iOS Assessments with Burp + iFunBox + SQLite
In January, I wrote a post on performing Android Assessments with GenyMotion + Burp so I thought it was about time I wrote a similar post on performing iOS assessments.
Aside from a company by the name of Virtual that has a private beta on a virtualization platform for iOS, there are no other virtualization options.
The three options for performing an iOS assessment at the moment are to use the iOS simulator that comes with XCode (only works with Macs, requires the application’s code), a jailbroken/developer licensed iOS device, or a non-jailbroken iOS device with iFunBox (which I will go over in this post).
For this blog post I will be using the following tools:
- Locked iPhone 4s running iOS 7.1.2
- Burp Free 1.6
- Burp Pro 1.6.03
- SQLite Database Browser 3.2.0
- iFunBox 1.5 for Mac
The sections in this post will be as follows:
- Configuring Burp and an iOS Hardware Device to Pass Traffic Through Burp
- Installing the Burp Cert on an iOS Device in Order to View Encrypted Traffic
- Using iFunBox to View iOS Device File System
- Using SQLite Database Browser to View Information Stored in Application Database
Configuring Burp and an iOS Hardware Device to Pass Traffic Through Burp
For performing security assessments against applications in development as well as in production, it is necessary to view the web traffic that is passed back and forth between the client (the iOS application installed on an end device) and its corresponding server. It is possible to configure an iOS device to pass all of its web traffic through a web proxy such as Burp. Verify the current IP address of the testing machine.
In the instance above, the IP address of the testing machine is 192.168.1.2. Set the proxy settings within iOS to pass all web traffic to the testing machine. Within your iOS device, go to Settings -> Wi-Fi. Click on your current Wi-Fi network. There should be configuration settings to set the HTTP Proxy if you scroll to the bottom of the page that displays all of the current Wi-Fi information. Switch the HTTP Proxy setting to ‘Manual’ and use the IP address of the testing machine as the ‘Server’ (in our case, 192.168.1.2) and set the port to 8080.
Launch Burp Suite Pro or Free. Click on the top Proxy tab then click on the Options secondary tab. Lastly, click on the “Add” button to add a new proxy listener.
Specify the listener port that was defined within the iOS device (in my case, port 8080). Also, click on the “Specific address” radio button and from the drop down select the IP address specified within the iOS device (in my case it was 192.168.1.2). When complete click ‘OK’ to return to the previous screen.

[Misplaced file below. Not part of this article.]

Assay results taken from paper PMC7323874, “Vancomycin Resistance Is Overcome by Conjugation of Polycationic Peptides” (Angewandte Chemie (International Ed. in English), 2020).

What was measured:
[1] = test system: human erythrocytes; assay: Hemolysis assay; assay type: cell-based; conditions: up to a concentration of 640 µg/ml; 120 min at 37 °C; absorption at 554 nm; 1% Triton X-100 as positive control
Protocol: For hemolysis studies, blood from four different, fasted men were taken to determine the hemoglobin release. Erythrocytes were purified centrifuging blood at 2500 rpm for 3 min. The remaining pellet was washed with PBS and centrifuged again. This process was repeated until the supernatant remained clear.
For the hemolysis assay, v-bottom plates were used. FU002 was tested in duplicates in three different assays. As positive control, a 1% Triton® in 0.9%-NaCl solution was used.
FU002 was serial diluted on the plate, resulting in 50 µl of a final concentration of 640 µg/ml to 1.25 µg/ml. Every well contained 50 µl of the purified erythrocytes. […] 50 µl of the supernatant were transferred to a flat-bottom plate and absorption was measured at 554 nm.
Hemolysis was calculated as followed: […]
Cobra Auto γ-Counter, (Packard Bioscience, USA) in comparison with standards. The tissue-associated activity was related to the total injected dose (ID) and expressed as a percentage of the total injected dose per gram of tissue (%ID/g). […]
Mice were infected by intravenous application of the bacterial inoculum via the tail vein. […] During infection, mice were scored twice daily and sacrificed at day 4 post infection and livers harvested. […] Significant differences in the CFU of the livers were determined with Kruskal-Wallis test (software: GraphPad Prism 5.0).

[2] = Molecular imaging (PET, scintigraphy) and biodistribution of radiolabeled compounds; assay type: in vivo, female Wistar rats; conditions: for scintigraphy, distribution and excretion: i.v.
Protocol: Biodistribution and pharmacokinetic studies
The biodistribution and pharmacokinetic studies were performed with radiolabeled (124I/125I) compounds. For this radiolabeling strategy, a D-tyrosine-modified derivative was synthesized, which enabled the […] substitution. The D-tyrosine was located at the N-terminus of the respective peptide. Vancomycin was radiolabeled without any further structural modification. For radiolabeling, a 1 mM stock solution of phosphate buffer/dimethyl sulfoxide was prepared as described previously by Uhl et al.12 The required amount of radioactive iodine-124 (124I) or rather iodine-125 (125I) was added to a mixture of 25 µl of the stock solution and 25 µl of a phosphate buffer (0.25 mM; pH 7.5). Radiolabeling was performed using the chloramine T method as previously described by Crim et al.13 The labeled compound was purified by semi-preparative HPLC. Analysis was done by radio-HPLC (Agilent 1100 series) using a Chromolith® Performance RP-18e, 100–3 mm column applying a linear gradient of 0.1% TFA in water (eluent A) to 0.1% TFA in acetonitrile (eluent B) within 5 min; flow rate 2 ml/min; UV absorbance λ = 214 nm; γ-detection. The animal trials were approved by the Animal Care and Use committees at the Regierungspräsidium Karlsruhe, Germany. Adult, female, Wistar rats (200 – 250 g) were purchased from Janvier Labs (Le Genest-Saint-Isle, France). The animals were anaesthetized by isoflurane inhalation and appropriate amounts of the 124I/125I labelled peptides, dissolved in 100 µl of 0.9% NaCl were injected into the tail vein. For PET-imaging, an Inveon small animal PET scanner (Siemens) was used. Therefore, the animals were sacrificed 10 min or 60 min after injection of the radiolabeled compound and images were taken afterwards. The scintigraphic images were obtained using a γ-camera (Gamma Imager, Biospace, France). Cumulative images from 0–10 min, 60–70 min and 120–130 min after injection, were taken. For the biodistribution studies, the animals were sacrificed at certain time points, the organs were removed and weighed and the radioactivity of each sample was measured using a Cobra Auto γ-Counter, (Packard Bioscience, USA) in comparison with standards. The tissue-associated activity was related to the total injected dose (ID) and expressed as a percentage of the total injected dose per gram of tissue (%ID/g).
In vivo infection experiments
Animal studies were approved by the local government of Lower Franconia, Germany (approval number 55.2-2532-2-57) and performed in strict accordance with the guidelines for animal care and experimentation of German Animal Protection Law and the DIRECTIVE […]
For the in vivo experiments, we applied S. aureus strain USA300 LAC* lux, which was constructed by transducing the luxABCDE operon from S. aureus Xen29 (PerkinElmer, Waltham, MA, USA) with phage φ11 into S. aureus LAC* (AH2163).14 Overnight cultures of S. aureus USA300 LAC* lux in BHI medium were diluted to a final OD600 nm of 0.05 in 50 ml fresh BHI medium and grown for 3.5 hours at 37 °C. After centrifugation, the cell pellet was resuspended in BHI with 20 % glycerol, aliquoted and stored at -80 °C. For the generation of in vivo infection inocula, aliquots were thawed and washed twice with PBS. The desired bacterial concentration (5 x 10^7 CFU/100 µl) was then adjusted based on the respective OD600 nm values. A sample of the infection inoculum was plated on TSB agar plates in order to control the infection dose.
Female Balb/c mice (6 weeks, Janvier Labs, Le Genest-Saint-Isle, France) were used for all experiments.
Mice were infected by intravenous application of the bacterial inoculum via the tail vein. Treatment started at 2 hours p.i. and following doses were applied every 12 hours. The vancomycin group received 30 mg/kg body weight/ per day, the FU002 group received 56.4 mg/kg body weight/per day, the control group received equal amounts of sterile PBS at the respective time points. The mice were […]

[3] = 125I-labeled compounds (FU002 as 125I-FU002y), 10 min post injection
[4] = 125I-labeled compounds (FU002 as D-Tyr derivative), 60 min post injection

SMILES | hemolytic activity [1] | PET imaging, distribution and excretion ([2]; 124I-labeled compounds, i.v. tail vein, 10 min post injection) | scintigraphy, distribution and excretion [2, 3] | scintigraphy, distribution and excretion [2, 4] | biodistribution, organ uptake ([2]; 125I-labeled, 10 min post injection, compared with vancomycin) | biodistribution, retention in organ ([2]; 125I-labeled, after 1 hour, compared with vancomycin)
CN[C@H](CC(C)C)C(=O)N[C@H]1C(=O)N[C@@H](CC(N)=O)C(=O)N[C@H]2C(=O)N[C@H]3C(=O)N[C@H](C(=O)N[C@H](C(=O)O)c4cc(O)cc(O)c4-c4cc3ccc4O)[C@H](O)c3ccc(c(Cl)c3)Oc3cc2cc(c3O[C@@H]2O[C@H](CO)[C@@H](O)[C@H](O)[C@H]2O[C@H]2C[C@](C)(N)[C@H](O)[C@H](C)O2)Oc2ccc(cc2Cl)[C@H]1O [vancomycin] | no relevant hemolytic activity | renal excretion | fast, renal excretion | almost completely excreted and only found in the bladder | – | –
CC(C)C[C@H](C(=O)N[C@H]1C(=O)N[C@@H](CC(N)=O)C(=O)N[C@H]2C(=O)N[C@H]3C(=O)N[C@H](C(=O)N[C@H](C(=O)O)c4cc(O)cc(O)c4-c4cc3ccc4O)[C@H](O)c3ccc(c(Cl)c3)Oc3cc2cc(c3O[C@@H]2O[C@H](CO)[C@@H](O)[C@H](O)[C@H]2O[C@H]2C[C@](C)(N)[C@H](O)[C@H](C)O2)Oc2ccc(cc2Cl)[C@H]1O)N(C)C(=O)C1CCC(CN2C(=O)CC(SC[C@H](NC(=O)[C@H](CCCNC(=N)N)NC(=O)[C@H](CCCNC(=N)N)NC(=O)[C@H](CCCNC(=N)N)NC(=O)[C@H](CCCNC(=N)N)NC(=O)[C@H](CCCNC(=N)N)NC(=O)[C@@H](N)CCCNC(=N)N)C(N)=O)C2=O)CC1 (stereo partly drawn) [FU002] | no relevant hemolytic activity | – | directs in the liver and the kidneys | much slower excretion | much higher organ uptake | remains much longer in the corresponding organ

Verify that the new proxy listener has been added and that a check box is located next to the listener to ensure it is enabled.
If all of the settings were configured properly, Burp should now see web traffic passed to it by the iOS device.
Installing the Burp Cert on an iOS Device in Order to View Encrypted Traffic
At this point, all web traffic should be passing from the iOS device to Burp. However, if any applications are communicating over HTTPS, the iOS device will throw errors. This happens because the Burp Certificate Authority (CA) Certificate is not yet trusted by the iOS device. Starting with Burp 1.6, the method of retrieving the Burp certificate is the same regardless of whether you are using Burp Free or Burp Pro.
Click on the Proxy tab and the Options secondary tab. Click on the “CA certificate…” button.
Export as “Certificate in DER format”. Click “Next”. Name the Certificate
The easiest way to get the certificate onto your iOS device is to email the Burp certificate to yourself on your iOS device. iOS will prompt you for installing the certificate once you open the certificate attachment within your email. Click “Install”.
On the next screen click “Install” again.
Lastly, iOS will require you to enter your passcode or to set a passcode if you have not already done so.
Once the certificate is successfully installed, iOS should return you to a screen that has a green “Trusted” check for the PortSwigger certificate. You should now be able to capture encrypted traffic between your iOS device/application and its corresponding server.
Using iFunBox to View iOS Device File System
For the purposes of demonstrating iFunBox’s capabilities, I will be using the ESPN Score Center application downloaded from the iTunes Store.
Use an iOS hardware data cable to connect your iOS device to your testing machine and launch iFunBox. iFunBox should detect the iOS device and display a few options under the device.
Expanding the tree under “User Applications” displays all of the installed applications on the device.
Double-click on the “SportsCenter” application, revealing the file system behind the application.
This application allows you to drill down into the file system of the application (not the operating system) and view all of the files, logs, and databases that could potentially store sensitive information without having to jailbreak your iOS device.
Using SQLite Database Browser to View Information Stored in Application Database
You can download SQLite Database Browser from here.
In tandem with iFunBox, SQLite Database Browser can be used to view databases located within application file systems in order to determine the types of information that are being stored by the application.
In the example below, there are two databases located within the application.
These databases can be opened one at a time within iFunBox (the database will open in SQLite Database Viewer if you have it installed) or downloaded to your testing machine.
Downloading the “ApplicationCache.db” database and opening it within SQLite Database Viewer gives you a view of the database structure as well as the data that resides within.
I hope this information is useful and eases some of the pain of iOS application assessments. I’d love to hear your thoughts.